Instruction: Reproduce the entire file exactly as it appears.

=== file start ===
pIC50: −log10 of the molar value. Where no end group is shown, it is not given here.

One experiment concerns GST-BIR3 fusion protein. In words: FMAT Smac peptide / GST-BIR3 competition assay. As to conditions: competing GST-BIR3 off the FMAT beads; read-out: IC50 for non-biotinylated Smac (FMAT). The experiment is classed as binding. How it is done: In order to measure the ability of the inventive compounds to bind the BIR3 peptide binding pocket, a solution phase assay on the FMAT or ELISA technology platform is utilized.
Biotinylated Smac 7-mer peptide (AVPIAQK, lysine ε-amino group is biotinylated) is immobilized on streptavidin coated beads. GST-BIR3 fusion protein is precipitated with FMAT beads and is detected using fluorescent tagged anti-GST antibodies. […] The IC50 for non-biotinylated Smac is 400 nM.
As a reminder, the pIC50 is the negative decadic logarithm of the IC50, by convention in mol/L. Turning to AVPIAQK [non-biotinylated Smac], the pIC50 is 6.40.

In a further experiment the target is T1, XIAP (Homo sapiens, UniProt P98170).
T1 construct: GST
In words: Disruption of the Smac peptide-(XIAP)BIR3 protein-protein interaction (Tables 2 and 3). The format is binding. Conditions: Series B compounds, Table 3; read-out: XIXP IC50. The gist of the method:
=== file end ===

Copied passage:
pIC50: −log10 of the molar value. Where no end group is shown, it is not given here.

One experiment concerns GST-BIR3 fusion protein. In words: FMAT Smac peptide / GST-BIR3 competition assay. As to conditions: competing GST-BIR3 off the FMAT beads; read-out: IC50 for non-biotinylated Smac (FMAT). The experiment is classed as binding. How it is done: In order to measure the ability of the inventive compounds to bind the BIR3 peptide binding pocket, a solution phase assay on the FMAT or ELISA technology platform is utilized.
Biotinylated Smac 7-mer peptide (AVPIAQK, lysine ε-amino group is biotinylated) is immobilized on streptavidin coated beads. GST-BIR3 fusion protein is precipitated with FMAT beads and is detected using fluorescent tagged anti-GST antibodies. […] The IC50 for non-biotinylated Smac is 400 nM.
As a reminder, the pIC50 is the negative decadic logarithm of the IC50, by convention in mol/L. Turning to AVPIAQK [non-biotinylated Smac], the pIC50 is 6.40.

In a further experiment the target is T1, XIAP (Homo sapiens, UniProt P98170).
T1 construct: GST
In words: Disruption of the Smac peptide-(XIAP)BIR3 protein-protein interaction (Tables 2 and 3). The format is binding. Conditions: Series B compounds, Table 3; read-out: XIXP IC50. The gist of the method: